Boxing has taken center stage on Broadway: Clifford Odets' extraordinary drama Golden Boy, was revived in 2012, and now movie-turned-musical Rocky, is at the Winter Garden. But the differences between them are acute.
Odet's masterpiece details the story of Joe Bonaparte, a young, gifted violinist who turns to boxing to secure fame and fortune, ultimately corrupted and destroyed by his fateful decision. Golden Boy used boxing as a metaphor for fighting to the top of America's promise -- at the expense of one's soul.
Conversely, Rocky doesn't aspire to social commentary. It is an American fairy tale --the underdog who steps into the ring with champion Apollo Creed (Terence Archie). Creed's ripped body and swagger is contrasted with battered Rocky, a lonely outcast in 1976 Philadelphia, who earns his keep as a collector, beating up people for a seedy loan shark.
If Rocky weren't so sympathetic, we might question, as Odets did, a society that enjoys watching men nearly kill each other.
There is a simple, balladic score by Stephen Flaherty and Lynn Ahrens, which focuses on Rocky's tender side, "I ain't no bum," he says. "I'm no loser." Rocky Balboa (an excellent Andy Karl), the Italian Stallion, isn't beefy and bulky, ala Sly Stallone, who created the movie role. He's shy, tender and lithe. And he can sing, mostly to his equally lonely girlfriend Adrian (Margo Seibert). By dumb luck, he gets the chance to take his million to one shot: a match with Creed. Cue the crowds.
Plus, it's the bicentennial year. It's no mistake that Rocky is the fantasy battle of an underdog, down-on-his-luck fighter; expected to be raw meat for Creed, he defies expectations.
But the star here is the techno production, the sound and light design, complete with a Jumbotron and boxing ring; the big fight is staged, thanks to director Alex Timbers, to spectacular effect. The real punch is the video projections from Dan Scully and Pablo N. Molina, which show Rocky running under subway tracks, along the Schulykill River or sparring with sides of beef. The visuals are augmented by grey-hooded sweatsuits pounding the streets, till he ascends the steps of the Philadelphia Art Museum.
Karl's Rocky isn't overwhelmed by the technology. His pathos commingles with his eventual pride to discover that winning the fight is one thing; winning the girl is everything.
There is another -- equally ferocious battle -- being fought at the Neil Simon in All The Way. But this one is real and vitally important. And the production is hugely compelling.
It addresses the machinations behind the passage of the Civil Rights Act, which banned racial discrimination in public facilities, housing, the workplace and commerce and the powerful Voting Rights Act. But all efforts were met with intense resistance, particularly in the Deep South.
All The Way pays tribute to the great political strategist and pugilist LBJ, brilliantly portrayed in a tour-de-force performance by Bryan Cranston in one turbulent year: November 1963-November 1964.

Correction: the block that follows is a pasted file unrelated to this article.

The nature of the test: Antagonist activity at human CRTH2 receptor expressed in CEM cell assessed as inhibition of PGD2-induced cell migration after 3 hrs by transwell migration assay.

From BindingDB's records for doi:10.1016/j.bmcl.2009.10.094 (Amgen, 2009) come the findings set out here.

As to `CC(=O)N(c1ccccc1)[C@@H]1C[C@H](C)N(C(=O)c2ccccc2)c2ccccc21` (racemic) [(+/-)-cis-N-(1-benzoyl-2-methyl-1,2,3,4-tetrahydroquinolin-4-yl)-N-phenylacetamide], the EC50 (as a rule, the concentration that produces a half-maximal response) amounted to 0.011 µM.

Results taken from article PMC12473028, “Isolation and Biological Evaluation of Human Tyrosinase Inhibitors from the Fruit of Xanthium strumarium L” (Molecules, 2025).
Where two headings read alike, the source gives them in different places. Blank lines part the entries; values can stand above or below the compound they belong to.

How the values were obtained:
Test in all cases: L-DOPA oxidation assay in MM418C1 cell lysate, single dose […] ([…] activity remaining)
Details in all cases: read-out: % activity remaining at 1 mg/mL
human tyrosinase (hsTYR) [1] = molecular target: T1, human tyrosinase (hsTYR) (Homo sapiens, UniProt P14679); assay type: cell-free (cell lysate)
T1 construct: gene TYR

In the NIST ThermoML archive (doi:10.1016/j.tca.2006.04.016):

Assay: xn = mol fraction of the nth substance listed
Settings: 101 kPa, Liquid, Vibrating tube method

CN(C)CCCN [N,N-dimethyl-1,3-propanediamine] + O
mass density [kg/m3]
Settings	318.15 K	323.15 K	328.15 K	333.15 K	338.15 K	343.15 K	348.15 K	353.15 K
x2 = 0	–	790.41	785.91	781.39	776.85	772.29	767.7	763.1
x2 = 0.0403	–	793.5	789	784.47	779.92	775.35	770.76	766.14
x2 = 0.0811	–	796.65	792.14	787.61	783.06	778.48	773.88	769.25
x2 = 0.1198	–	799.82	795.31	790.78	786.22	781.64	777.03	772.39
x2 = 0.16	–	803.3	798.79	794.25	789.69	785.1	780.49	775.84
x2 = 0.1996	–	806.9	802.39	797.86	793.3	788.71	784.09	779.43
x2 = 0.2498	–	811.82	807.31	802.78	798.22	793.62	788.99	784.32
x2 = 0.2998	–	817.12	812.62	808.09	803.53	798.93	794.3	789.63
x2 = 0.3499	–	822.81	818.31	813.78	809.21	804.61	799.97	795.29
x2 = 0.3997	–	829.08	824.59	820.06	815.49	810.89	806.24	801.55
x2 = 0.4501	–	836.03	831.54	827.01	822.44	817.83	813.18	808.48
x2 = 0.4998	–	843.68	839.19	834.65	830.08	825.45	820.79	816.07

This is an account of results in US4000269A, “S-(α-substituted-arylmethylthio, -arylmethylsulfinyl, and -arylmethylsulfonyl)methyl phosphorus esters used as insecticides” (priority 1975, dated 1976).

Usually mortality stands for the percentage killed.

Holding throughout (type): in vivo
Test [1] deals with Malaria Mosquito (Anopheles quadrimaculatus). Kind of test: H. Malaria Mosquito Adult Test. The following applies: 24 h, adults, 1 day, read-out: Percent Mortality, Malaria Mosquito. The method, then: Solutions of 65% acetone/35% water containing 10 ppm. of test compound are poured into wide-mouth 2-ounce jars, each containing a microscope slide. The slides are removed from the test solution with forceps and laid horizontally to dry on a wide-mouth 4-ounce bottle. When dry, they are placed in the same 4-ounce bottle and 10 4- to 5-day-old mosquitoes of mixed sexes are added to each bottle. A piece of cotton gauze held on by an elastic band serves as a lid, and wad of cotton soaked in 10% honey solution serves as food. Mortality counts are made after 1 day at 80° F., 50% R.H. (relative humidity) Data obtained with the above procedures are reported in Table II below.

Despite his intense efforts, he is met by vehement opposition on all sides. First from Southern Dixiecrats, who scream about government overreach, led by Sen. Russell, (John McMartin), an old-school Georgia politician whose cordiality hides a venomous heart.
And second, by Rev. Martin Luther King (Brandon J. Dirden), who rightly worries that the bill may be gutted, as was similar legislation in 1957. King and his colleagues, in turn, face off with Stokely Carmichael (William Jackson Harper), who favors radical action. Soon, LBJ and King will confront the MFDL (Mississippi Freedom Democratic Party), a black group excluded by the Mississippi delegation demanding to be seated at the 1964 Democratic Convention.
The politics of the acts passage are fascinating, underscoring just how amoral the process can be. Morality and right may be LBJ's battle cry, but it's not shared by Southern Democrats, whose playbook of obstructionism and charges of socialism, sound like today's Tea Party.
What makes All The Way so hypnotic is the sheer force of Johnson's personality -- he can be charming, cunning or threatening to friends and foes alike. Johnson's "Great Society" was a watershed moment in liberal legislation, passing laws that upheld Medicare, public broadcasting, environmental protection, aid to the arts and both urban/rural development. He was an extraordinary president; Vietnam, his downfall, is several years away.
Playwright Robert Schenkkan has done his homework, expertly giving a cross-section of political undercurrents, alongside the scheming of unctuous J. Edgar Hoover (Michael McKean). At three hours, All The Way gives a panoramic landscape of the players and issues that influenced the historic civil rights battle -- and Johnson's prescience of political ill winds to come.
Cranston captures the swagger and agony of LBJ. When his shoulders slump or he towers over an opponent, he channels this singular spirit. He is aided by spot-on performances by Dirden, as well as McKean, as well as a versatile first-rate ensemble. Roslyn Ruff's recount of Fannie Lou Hamer's jailing is chilling. Seamlessly directed by Bill Rauch, the events, neatly recreated by Shawn Sagady's projection design, illustrate both the shame and power of Congress.
LBJ was a complicated figure, but Cranston restores him to a century sorely in need of political courage and vision.